- special diet
There’s something terrifying in some of what should be the most mundane places when you have celiac disease, and despite your best attempts and the efforts of loved ones, trying to keep from being ‘glutened’ can be nearly impossible. When you’re new to the disease, life can feel like a minefield. Trying to navigate it isn’t always successful. Celiac disease complications are hell. My family is full of celiac sufferers, and I get it. Gluten is everywhere. Grocery stores, restaurants, and 90% of the places you’d love to hang out…
If you’d like to skip the unpleasant and unexpected trips to the bathroom, itchy and dry skin, foggy head, and migraines, there are answers. You really don’t want to deal with the long term complications of celiac disease, anyways. Cancer and malnutrition just aren’t fun.
Keep yourself safe first. You might have to stretch a little outside of your comfort zone to implement the tips below, but trust me. That’s much better than the alternative…
First things first, give this list to your friends, family, co-workers, neighbors, the cousin of your best friend from childhood who you run into the grocery store…and anyone else who might gluten you. An educated co-worker or loved one can spare you hours, days, or even weeks of misery. You’ll also be giving them something worth almost as much as a gluten-free kitchen: an idea of what it’s like to be in your shoes.
There’s No Option Apart From Eating Out, And You Aren’t Sure It’s Safe
It’s a nightmare every celiac sufferer faces at least once, and it can be horribly uncomfortable to deal with. There’s a special event, a pre-arranged work lunch, or another inescapable dining experience outside your own kitchen. You aren’t sure it’s a safe place to eat, and the thought of going has you terrified.
If the event is planned in advance, talk with the restaurant or catering company. Make sure that they understand you have celiac and will become horribly ill if you are exposed to even the tiniest particles of gluten. Tell them how much you’d love to try their food, and that the event is something you really can’t miss, and ask them if they can accommodate you. If they aren’t sure they can avoid exposing you, ask if they would mind if you brought your own meal from home, due to the severity of your illness. 99% of the time, they’ll say go for it. Feel like they’d be willing to help, but they aren’t sure how to prepare a GF option that’s safe? Consider using Gluten Free Restaurant Cards from CeliacTravel.com 1.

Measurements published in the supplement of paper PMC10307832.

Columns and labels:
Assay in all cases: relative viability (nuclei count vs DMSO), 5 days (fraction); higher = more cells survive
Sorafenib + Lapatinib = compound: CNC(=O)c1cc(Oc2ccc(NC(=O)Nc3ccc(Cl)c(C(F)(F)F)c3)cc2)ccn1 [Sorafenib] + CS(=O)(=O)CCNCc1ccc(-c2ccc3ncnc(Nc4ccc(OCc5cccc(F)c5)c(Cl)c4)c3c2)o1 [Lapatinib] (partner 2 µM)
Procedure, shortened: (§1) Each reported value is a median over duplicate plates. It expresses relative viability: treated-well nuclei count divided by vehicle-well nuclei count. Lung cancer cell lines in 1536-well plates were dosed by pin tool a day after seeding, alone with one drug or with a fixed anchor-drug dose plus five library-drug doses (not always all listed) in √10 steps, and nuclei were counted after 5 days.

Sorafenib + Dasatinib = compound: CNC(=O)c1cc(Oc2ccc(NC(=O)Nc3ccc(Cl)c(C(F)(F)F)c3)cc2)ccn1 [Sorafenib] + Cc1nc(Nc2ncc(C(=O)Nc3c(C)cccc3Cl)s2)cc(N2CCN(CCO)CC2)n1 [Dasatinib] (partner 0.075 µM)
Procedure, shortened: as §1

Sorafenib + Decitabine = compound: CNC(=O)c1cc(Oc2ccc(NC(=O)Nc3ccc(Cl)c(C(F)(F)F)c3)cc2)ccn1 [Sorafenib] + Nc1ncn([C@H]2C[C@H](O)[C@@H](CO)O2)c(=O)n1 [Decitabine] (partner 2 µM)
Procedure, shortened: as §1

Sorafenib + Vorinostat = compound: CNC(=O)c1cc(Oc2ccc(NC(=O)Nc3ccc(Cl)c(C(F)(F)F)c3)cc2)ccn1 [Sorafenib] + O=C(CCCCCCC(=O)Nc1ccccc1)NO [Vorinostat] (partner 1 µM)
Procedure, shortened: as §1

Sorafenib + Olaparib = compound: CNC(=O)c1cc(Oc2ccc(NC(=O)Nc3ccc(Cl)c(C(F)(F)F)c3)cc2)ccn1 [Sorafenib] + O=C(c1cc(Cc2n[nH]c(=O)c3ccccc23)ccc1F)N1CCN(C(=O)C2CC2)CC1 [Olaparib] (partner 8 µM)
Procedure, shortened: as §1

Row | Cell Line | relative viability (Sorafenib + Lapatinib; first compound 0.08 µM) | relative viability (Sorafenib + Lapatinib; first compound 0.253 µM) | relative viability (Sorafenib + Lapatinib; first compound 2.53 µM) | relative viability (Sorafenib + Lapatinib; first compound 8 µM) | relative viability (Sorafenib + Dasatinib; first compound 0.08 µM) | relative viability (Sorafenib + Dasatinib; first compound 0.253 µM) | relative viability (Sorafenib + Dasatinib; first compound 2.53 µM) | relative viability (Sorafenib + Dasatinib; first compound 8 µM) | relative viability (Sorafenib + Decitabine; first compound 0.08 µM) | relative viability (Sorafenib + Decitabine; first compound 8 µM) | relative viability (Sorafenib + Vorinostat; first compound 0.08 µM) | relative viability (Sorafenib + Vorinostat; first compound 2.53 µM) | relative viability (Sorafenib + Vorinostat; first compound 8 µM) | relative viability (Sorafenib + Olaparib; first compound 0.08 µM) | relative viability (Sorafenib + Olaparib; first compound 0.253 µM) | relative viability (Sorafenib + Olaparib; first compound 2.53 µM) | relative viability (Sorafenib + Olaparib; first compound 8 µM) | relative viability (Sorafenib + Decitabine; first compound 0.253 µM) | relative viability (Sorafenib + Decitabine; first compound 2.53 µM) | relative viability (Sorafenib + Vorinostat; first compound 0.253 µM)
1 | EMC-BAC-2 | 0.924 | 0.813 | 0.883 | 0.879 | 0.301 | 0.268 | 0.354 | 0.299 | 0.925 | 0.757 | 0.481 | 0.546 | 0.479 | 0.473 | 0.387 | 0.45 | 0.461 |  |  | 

Last-minute events can obviously be more terrifying, and for good reason. There are a few easy solutions, however. First, get a smart phone. Your life will never be the same, and neither will your dining experience. There are plenty of apps that can help you identify safe places to eat, but some have errors. Our favorites are ieatout 2 and Find Me Gluten Free3.
Someone Made You A Baked Gift. Now What?
It’s staring at you. That deliciously-dangerous glutinous goody, fresh-baked and smelling like heaven. And then the worst thing possible happens. They give it to you.
Do you tell them you are celiac? You know the gesture was meant to be friendly, loving, and nice, but it’s also dangerous…just think about the neurological complications of celiac disease.
Turn it down.
Gently explain that you have celiac disease and step away from the pie, cookies, cake or whatever else they’re offering. Offer to give them some materials on celiac disease complications, and if they’re interested, to show them how to make some of your favorite GF recipes. It’s easier to nip this gesture in the bud now than to have to explain yourself later at a party or social event, where the giver will find out and feel even worse about their earlier gesture – or heaven forbid – after several ‘gifts’ of a dangerous kind.
You Can’t Get Enough Sleep…And When You Do, You Have Celiac Nightmares
Gluten is everywhere during the day. The pizza shop you pass on the way to work, the donuts you see in the office breakroom, the pasta your co-worker eats for lunch, and the chicken nuggets your kids eat at school. There’s no escape. You thought night would bring a break from the gluten, but it doesn’t.
You dream about it.
From terrifying dreams about foods that are out to get you, to full-blown gluten-induced nightmares and insomnia after accidental exposure. The neurological complications of celiac disease are ruining your ability to get a decent night’s rest, and medicine doesn’t know why.
First, check your diet carefully. Make sure you eliminate all traces of gluten. In some cases, that’s all it takes, but even a perfectly gluten-free diet won’t alleviate the bad dreams 4 for many celiacs.
What can you do if you’re still not getting any rest?